Today I left "early," and Katie and I were home by 4:40 p.m. I had big plans to run necessary errands AND leisurely cook dinner.
About 4:47 p.m., we let Margie out in the backyard. Moments later, there was a tremendous racket from our somewhat-mild-mannered Scottie. (She's mellowed with age.)
I investigated. Margie had cornered what appeared to be a bunny. I forced Margie inside and then took the next sensible step. I asked Cooper, our trusty, brave Boy Scout, to make sure the bunny was OK.
He returned with the news that that was no rabbit -- it was a tiny kitten.
Katie -- who loves all living creatures, even those to which she is allergic -- burst into tears for fear that the baby was injured, either in the journey that led her to our yard or by Margie, whose ancestral line predisposes her to rooting out vermin.
|Margie, fresh from locating and "welcoming" the cat|
She suggested that we (1) get a cat carrier from her laundry room, (2) lure the kitten in with food and (3) hold on to the cat until she could get home.
Cooper obtained the carrier and cat treats. The "luring" part of the job was not so simple.
Now, this cat (who we are calling a girl, though we really don't know) is tiny. Cooper is 6-foot-1. So even though he is super kind and gentle, Coop must have seemed scary to the kitten, who had just been cornered by a fluffy, barking Scottish terrier. When Cooper approached the cat, she hissed and leaped across the backyard.
This caused Cooper, Katie and I to shriek and leap like marionettes with broken strings. I mean, this cat may be tiny, but she is fierce. (The three of us laughed until our sides hurt.)
We let her settle between the back fence and the tree. We stared at her for a long while. Katie volunteered to read on the back porch to keep an eye on her. Meanwhile, I really had to run those errands. (The minivan air-conditioner stopped working this weekend, and I needed to get moving on a solution.)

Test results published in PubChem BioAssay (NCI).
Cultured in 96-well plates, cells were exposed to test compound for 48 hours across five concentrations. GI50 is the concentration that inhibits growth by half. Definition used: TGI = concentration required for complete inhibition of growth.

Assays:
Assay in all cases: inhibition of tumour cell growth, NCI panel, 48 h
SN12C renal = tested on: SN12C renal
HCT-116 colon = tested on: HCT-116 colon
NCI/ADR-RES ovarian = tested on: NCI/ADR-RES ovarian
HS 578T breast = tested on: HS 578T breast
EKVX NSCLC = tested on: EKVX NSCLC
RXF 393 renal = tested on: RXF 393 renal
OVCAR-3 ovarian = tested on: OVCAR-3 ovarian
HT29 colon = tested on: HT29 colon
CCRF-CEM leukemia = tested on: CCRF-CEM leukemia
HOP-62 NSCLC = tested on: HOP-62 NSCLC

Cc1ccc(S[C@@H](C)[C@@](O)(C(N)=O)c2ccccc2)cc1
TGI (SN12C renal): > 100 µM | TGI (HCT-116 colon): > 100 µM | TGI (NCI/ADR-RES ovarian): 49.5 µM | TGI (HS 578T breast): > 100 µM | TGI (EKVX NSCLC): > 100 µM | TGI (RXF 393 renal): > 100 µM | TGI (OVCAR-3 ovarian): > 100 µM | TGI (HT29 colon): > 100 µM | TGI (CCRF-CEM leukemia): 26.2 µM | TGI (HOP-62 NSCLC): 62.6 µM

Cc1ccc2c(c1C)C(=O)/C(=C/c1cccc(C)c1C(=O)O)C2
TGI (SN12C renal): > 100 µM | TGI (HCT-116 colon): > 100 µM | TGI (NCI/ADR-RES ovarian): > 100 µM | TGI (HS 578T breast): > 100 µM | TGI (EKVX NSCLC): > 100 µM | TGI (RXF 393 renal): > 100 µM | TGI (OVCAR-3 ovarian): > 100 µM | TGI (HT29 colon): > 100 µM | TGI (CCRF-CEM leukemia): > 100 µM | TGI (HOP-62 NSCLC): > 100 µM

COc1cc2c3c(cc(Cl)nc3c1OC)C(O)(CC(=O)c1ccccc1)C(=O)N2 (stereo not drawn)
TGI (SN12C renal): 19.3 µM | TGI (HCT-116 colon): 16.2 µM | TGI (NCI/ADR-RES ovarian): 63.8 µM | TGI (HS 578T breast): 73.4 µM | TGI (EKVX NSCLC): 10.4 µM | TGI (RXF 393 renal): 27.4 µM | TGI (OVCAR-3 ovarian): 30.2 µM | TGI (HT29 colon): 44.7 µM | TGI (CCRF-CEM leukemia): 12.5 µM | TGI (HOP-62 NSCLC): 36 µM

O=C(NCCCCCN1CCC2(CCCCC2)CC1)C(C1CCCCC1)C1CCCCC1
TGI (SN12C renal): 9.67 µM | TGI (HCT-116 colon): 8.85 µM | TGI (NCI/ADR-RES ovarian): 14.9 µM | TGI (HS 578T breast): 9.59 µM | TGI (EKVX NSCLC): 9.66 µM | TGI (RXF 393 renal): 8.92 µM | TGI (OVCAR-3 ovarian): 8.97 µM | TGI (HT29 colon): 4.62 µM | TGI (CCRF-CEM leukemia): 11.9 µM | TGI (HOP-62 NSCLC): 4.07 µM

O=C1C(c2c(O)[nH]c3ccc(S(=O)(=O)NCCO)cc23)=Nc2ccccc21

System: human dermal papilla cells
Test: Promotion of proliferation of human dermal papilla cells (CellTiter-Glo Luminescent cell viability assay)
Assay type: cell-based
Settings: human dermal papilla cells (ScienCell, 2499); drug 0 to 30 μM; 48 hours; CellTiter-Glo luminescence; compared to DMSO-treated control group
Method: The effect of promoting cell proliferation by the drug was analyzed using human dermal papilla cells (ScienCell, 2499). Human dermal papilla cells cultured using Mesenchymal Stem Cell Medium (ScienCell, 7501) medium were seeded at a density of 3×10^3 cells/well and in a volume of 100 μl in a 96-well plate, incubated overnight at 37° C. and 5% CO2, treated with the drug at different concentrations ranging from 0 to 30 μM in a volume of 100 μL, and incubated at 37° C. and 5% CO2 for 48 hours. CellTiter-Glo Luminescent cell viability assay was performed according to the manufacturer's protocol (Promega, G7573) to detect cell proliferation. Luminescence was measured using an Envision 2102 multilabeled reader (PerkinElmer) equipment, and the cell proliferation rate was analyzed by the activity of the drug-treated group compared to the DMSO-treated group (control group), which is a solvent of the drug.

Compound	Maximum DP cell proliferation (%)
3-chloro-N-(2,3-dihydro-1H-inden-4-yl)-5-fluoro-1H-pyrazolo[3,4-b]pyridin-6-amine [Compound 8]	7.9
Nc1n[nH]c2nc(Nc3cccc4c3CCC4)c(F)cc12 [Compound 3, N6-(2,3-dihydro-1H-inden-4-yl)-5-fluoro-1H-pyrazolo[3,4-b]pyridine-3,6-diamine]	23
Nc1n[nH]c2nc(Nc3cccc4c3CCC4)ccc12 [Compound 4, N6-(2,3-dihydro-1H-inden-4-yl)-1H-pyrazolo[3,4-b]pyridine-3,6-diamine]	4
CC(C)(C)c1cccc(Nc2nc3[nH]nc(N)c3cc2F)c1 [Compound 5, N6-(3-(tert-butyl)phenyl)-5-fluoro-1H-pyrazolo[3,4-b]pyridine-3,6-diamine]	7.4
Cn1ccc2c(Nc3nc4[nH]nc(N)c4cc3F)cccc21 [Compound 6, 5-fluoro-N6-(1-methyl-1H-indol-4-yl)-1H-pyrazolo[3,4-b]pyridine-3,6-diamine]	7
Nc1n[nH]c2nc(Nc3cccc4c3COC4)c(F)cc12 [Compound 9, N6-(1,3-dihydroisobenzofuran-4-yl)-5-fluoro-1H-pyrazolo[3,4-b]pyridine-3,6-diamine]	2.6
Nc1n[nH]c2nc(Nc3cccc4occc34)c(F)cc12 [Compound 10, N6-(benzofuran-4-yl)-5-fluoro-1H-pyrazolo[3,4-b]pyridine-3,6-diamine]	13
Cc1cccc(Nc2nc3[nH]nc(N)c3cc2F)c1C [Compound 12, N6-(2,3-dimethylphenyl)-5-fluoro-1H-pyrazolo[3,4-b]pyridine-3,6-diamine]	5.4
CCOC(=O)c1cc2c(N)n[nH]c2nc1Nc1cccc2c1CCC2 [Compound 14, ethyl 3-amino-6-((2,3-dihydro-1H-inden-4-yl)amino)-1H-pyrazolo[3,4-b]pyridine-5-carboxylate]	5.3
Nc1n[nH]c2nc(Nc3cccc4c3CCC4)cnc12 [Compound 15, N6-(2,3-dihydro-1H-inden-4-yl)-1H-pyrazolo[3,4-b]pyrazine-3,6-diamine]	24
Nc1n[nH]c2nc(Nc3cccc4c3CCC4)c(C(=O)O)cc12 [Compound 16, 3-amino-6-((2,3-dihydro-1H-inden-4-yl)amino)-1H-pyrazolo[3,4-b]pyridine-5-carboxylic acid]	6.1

|Sweet kitten is still frightened.|
By the time I returned home, Cooper had named the cat "Maka." She hadn't eaten a single cat treat or sipped the water he had placed under the tree.
"We have to get her in the carrier, Cooper," I said. "Whatever it takes."
Moments later, Cooper was ready. He had put on blue jeans, hiking boots, a thick jacket and thick socks in an exaggerated effort to protect himself from this wild animal.
We eased up on her, certain she would climb into the carrier.
HISSSS! Pounce! Leap!
Now she was in yet another corner. Cooper and I were determined. We cautiously approached. We braced ourselves. At last -- success! The tiny gray-and-white kitten was contained.
|Maka's home while waiting for Jackie|
(Dinner, by the way, was a rushed affair. No time for chopping, sautéing, etc., when you're tending to a kitten you didn't expect.)
Around 8:30 p.m., Jackie arrived. We visited for a while, then Jackie walked Maka to her home, where she will keep her until we can find a forever home.
|Thank you, Jackie, for your help!|
Now, who wants to adopt Maka?